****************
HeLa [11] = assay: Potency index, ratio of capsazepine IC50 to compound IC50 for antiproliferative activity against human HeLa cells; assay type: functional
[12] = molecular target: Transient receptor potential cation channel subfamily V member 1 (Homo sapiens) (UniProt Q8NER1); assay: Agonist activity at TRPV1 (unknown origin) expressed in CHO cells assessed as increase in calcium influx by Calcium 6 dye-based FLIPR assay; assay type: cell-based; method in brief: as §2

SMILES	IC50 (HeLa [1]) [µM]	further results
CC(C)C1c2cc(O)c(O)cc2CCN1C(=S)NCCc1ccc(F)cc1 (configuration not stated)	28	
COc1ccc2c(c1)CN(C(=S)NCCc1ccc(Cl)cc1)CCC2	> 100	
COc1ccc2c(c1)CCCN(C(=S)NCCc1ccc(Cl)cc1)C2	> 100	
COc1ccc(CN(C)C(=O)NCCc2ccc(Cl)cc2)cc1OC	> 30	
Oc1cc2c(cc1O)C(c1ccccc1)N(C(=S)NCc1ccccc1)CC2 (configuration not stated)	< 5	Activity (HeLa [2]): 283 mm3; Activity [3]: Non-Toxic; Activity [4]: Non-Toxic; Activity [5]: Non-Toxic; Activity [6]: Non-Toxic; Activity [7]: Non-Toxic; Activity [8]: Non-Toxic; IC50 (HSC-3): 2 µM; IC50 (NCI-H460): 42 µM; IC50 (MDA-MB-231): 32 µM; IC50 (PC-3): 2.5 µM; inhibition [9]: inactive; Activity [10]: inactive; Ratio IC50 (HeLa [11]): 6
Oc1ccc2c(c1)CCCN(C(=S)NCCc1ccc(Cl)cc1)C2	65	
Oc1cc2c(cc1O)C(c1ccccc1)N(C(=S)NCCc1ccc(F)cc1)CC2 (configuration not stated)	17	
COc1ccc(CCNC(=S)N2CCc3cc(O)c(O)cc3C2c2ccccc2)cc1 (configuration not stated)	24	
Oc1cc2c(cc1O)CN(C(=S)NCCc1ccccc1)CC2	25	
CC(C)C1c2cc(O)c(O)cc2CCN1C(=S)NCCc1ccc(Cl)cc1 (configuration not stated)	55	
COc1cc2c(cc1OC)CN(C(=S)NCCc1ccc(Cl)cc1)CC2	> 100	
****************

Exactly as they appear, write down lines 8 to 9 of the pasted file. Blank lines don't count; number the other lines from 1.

Oc1cc2c(cc1O)C(c1ccccc1)N(C(=S)NCc1ccccc1)CC2 (configuration not stated)	< 5	Activity (HeLa [2]): 283 mm3; Activity [3]: Non-Toxic; Activity [4]: Non-Toxic; Activity [5]: Non-Toxic; Activity [6]: Non-Toxic; Activity [7]: Non-Toxic; Activity [8]: Non-Toxic; IC50 (HSC-3): 2 µM; IC50 (NCI-H460): 42 µM; IC50 (MDA-MB-231): 32 µM; IC50 (PC-3): 2.5 µM; inhibition [9]: inactive; Activity [10]: inactive; Ratio IC50 (HeLa [11]): 6
Oc1ccc2c(c1)CCCN(C(=S)NCCc1ccc(Cl)cc1)C2	65	